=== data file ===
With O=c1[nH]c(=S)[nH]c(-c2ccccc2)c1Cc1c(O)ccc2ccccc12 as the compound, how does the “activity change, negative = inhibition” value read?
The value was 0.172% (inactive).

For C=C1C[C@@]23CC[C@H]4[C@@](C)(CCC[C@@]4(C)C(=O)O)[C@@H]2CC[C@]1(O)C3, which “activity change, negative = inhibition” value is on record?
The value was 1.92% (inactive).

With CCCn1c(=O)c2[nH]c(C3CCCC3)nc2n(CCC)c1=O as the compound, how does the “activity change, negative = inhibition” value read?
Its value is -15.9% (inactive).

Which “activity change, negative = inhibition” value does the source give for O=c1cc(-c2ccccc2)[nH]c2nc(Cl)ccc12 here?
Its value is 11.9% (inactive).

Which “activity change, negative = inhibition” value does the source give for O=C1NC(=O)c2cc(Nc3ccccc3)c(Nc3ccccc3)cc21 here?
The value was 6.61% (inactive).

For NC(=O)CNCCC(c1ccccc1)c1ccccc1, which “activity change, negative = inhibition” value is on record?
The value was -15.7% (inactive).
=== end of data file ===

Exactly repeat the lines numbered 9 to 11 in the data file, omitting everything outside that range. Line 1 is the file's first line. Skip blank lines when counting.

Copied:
Which “activity change, negative = inhibition” value does the source give for O=C1NC(=O)c2cc(Nc3ccccc3)c(Nc3ccccc3)cc21 here?
The value was 6.61% (inactive).

For NC(=O)CNCCC(c1ccccc1)c1ccccc1, which “activity change, negative = inhibition” value is on record?